Since the start of the COVID-19 pandemic, have you spent any time in self-isolation?
I have, and it is something that many of us have had to do since the start of the pandemic ten months ago. I also imagine that, for those who felt well enough to want to be moving around, it was (or still is) hard to try and occupy that two-week period without getting completely bored or losing your mind from idleness.
Some likely turned to the endlessness of a streaming service’s recommended section, watched a rerun of their favourite film or show for the nth time; others, like myself, would have turned to listening to music constantly to help pass that time.
With that being said, here is a list of five albums that personally got me through my period of self-isolation, which I feel are also appropriate for the seemingly unreal times we find ourselves in.
Ambient 1: Music for Airports – Brian Eno (1978)
Despite its subtitle, Music for Airports is not merely music to listen to while going through a busy airport terminal, but was created, according to Brian Eno, as part of his mission to create music which would “induce calm and a space to think”. In such times where our minds are exhausted from media oversaturation, weary from a seemingly never-ending pandemic, and nervous from the omnipresence of political and economic instability, this ideal seems more vital than ever.
The first album to be explicitly created under the label ambient music, the four tracks which make up Music for Airports can only be described as formless slices of sonic ecstasy, built up from only electric and acoustic piano, wordless vocals (on “2/1” and “1/2”), and a synthesizer.
Despite a lack of lyrics, rhythm, form, or even a time signature, Music for Airports is remarkably easy to get lost in and is one of those rare albums that, because of its free-forming, ethereal nature, only adds value to those who can appreciate listening to it in a myriad of situations. This ideal is even encouraged by Eno himself in the liner notes of the initial American release of the album:
“Ambient music must be able to accommodate many levels of listening attention without enforcing one in particular; it must be as ignorable as it is interesting.”
Simply put, it is one of the most entrancing listening experiences ever put to wax.
Stop Making Sense – Talking Heads (1984)
Taken from a December 1983 recording of shows at The Pantages Theatre, Hollywood over four nights, Stop Making Sense is widely seen as being one of, if not the best, live albums and concert films of all time. It makes this list for the same reason it has received its lasting praise: it is the perfect soundtrack to forget about everything and simply let your mind run loose, if only for a little while.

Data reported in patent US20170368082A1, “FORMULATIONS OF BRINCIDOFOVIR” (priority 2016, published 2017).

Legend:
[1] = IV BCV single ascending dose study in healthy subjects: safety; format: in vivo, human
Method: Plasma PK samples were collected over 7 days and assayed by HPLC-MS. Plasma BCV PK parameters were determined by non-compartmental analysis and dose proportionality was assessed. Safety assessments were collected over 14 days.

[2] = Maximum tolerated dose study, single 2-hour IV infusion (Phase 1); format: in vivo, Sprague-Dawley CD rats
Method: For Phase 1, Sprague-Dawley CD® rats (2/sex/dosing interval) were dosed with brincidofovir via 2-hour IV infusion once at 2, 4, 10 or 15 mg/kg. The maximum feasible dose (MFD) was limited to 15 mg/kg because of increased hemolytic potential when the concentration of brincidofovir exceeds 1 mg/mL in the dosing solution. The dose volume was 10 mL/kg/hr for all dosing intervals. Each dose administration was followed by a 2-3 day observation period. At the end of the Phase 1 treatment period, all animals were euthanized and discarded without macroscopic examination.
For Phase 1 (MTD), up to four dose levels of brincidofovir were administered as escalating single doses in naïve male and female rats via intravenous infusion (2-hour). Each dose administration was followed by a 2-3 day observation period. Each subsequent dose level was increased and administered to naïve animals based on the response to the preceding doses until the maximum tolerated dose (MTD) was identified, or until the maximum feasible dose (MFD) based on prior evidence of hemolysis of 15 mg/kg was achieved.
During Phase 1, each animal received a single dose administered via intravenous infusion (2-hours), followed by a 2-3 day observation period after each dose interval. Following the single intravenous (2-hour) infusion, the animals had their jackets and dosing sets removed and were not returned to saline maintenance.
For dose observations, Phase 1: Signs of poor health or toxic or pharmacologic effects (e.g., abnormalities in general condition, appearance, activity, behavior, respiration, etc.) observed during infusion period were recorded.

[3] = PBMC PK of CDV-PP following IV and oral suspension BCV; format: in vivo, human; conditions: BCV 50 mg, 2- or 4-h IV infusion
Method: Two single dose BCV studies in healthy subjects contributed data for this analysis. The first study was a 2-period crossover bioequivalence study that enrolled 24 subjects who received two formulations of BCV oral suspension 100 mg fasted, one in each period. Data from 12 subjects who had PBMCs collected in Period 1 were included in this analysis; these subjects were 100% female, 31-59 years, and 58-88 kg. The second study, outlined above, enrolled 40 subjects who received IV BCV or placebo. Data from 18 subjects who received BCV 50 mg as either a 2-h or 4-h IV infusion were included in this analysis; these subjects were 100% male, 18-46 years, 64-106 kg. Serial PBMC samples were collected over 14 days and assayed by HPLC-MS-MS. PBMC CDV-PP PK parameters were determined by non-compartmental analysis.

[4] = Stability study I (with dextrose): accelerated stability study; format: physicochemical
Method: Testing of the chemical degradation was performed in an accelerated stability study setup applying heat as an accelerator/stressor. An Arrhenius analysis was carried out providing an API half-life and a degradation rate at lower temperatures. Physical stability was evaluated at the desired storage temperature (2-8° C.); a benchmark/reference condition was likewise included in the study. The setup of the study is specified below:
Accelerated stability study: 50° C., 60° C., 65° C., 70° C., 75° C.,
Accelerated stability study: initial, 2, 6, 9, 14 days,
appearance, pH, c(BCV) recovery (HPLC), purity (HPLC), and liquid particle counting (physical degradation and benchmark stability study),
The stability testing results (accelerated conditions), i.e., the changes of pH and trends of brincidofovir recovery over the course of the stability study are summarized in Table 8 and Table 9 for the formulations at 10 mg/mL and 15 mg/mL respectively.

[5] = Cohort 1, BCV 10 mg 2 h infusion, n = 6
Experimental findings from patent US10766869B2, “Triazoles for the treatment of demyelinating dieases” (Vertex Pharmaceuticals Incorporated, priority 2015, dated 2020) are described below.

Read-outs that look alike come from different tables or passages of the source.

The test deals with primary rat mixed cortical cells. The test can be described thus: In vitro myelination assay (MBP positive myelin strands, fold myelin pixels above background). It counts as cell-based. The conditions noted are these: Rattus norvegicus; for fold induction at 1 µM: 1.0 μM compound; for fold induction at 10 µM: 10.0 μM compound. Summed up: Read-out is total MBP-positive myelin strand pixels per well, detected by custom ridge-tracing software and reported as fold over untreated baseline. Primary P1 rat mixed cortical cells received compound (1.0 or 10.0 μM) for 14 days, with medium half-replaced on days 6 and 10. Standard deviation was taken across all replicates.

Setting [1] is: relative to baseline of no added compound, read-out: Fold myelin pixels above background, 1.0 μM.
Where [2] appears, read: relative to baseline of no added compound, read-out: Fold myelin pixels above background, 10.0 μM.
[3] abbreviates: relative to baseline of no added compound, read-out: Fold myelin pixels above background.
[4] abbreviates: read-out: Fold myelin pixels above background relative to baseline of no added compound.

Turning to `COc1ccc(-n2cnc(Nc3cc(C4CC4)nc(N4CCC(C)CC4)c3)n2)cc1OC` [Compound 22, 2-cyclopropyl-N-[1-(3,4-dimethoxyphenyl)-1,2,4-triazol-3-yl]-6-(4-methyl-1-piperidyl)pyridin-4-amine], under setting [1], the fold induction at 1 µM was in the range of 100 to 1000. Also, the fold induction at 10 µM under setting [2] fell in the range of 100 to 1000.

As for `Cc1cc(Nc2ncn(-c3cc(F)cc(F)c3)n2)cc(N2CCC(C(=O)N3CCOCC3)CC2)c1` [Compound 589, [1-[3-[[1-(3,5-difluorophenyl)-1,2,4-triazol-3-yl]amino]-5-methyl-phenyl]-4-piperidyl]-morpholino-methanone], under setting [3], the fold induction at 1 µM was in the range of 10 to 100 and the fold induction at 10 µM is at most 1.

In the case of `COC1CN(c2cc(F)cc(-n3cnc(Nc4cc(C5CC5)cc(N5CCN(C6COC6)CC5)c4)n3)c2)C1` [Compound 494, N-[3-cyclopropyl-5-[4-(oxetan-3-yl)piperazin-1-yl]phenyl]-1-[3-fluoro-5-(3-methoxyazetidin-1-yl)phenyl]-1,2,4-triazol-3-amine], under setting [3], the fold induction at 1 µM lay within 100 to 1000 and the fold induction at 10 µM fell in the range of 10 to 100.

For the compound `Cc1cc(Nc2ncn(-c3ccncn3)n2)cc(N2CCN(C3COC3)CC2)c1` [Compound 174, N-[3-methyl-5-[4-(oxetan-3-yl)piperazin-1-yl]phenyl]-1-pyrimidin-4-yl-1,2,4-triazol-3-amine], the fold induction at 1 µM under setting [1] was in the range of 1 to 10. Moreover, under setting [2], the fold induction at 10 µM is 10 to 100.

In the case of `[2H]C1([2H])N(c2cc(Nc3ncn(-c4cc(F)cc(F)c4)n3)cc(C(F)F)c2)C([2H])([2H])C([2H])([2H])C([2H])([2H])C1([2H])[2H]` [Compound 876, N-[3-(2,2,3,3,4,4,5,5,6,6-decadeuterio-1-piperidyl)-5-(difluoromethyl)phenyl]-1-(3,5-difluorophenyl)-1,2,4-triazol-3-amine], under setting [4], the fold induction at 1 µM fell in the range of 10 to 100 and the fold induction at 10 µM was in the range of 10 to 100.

Featuring tracks from all Talking Heads’ five albums released up to that point, it is also an excellent starting point for those wanting to give their music a chance.
The album starts off with a solo acoustic version of the Heads’ debut single, “Psycho Killer”, before the ensemble band takes the stage one-by-one with each passing song. All the while, the crew for the band carts the heavy equipment on stage as they perform, which helps to ramp up momentum which finally hits fifth-gear by the sixth track, “Burning Down the House”.
The rock solid husband-wife rhythm section of Chris Frantz (drums) and Tina Weymouth (bass) is among the most underrated in all of popular music and were the key to the Heads’ live shows finding a delicate balance between mindless noise and cohesive cacophony. However, it is easy to overlook when such a fascinatingly eccentric frontman like Byrne is always front and centre.
Highlights include the existentially sombre “Heaven” (from Fear of Music), the addictively funky “Girlfriend is Better” (which sees Byrne don the now iconic “big suit”), the gorgeously romantic “This Must Be the Place” (both from Speaking in Tongues), and “Genius of Love”, a Tom Tom Club track featuring Weymouth on vocals.
However, it is the Remain in Light cut, “Crosseyed and Painless”, which closes the album and film, that is the most noteworthy in context to the current times, with the rapped bridge by Byrne stating how facts “come with points of view”, with them not doing “what I want them to” while twisting “the truth around” – lyrics which are extremely relevant in the age of both COVID-19 and fake news.
In short, Stop Making Sense is a challenge of trying not to dance, head bop, foot tap, or do anything that shows how infectiously catchy it is. Chances are if you give it a go, you will fail.